The study, conducted by Robert J. Sampson of Harvard University and Jeffrey D. Morenoff and Stephen Raudenbush of the University of Michigan, shows that the longstanding gap in the racial burden of violence follows a social anatomy and is not immutable.
The odds of committing violence are almost double for blacks as compared to whites and homicide is consistently ranked as the leading cause of death among young black men.
"The study shows that this disparity is largely social in nature and therefore amenable to intervention in community rather than individual settings," says Sampson, the Henry Ford II Professor of the Social Sciences in Harvard's Faculty of Arts and Sciences and lead author of the study, which was funded by the John D. and Catherine T. MacArthur Foundation, the National Institute of Justice and the National Institute of Mental Health.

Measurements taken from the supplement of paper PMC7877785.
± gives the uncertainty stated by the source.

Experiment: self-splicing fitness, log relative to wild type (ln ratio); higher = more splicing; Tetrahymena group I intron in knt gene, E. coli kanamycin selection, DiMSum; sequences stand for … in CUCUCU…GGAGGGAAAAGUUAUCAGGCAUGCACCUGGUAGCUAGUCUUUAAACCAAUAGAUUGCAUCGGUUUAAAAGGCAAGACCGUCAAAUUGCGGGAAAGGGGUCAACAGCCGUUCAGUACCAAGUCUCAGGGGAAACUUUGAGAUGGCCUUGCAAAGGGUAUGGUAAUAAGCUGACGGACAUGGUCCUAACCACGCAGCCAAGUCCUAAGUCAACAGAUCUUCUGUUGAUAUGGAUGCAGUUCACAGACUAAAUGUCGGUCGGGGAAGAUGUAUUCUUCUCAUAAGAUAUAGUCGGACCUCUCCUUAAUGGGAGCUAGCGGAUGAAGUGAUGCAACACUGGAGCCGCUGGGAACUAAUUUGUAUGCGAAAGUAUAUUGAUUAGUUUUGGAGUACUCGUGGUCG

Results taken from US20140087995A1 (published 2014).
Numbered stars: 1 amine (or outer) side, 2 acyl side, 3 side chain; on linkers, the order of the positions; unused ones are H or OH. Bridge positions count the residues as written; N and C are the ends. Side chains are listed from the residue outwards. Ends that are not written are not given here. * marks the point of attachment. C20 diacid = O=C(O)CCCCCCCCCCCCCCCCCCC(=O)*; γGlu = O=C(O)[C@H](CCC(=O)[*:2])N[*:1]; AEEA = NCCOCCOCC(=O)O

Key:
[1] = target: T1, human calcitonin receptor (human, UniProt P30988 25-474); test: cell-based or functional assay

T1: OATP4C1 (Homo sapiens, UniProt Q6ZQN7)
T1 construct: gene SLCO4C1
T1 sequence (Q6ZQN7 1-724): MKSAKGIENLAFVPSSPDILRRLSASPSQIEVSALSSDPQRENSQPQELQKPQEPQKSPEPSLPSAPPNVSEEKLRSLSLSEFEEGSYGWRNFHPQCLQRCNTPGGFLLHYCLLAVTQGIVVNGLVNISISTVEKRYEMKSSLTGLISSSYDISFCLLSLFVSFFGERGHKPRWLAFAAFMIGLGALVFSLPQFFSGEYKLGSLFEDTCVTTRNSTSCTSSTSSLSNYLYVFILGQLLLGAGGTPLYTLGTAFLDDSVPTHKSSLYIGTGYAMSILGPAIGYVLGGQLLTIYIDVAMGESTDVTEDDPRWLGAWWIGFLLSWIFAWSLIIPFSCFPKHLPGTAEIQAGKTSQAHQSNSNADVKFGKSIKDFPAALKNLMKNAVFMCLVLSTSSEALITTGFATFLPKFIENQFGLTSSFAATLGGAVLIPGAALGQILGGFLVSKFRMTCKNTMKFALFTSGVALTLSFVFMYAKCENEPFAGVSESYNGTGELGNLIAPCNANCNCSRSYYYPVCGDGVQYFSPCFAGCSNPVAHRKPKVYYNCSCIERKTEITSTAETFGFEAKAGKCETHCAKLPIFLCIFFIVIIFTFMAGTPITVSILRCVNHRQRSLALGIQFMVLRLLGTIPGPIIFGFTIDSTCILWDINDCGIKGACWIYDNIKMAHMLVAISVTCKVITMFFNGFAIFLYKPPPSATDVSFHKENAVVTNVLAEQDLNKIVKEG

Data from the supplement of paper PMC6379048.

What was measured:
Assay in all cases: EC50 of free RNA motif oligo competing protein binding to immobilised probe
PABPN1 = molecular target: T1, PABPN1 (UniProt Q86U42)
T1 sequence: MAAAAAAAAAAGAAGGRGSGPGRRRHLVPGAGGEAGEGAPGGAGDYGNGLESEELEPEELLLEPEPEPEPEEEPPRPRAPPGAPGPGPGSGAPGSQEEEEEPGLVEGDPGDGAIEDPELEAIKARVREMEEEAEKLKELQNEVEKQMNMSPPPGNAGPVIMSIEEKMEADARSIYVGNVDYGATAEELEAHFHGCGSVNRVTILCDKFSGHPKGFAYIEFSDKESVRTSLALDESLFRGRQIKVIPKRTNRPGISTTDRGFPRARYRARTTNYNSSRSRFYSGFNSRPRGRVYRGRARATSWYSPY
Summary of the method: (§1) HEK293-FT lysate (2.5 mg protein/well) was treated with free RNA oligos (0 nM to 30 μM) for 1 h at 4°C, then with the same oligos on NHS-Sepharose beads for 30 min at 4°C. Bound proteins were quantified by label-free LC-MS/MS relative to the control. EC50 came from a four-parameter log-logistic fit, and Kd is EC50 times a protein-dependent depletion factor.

Popular explanations of the racial gap in violence - "constitutional" differences in IQ test scores and impulsivity or hyperactivity - accounted for only 6 percent of the racial and ethnic disparities in violent behavior, the researchers found, while family poverty accounted for none of the gap.
In contrast, approximately 60 percent of the difference was explained by neighborhood environment, parents' marital status and immigrant status. Latinos are less likely than whites to engage in violent behavior, and contrary to popular stereotypes, first- and second-generation immigrants and neighborhoods that are immigrant enclaves exhibit lower than average violence.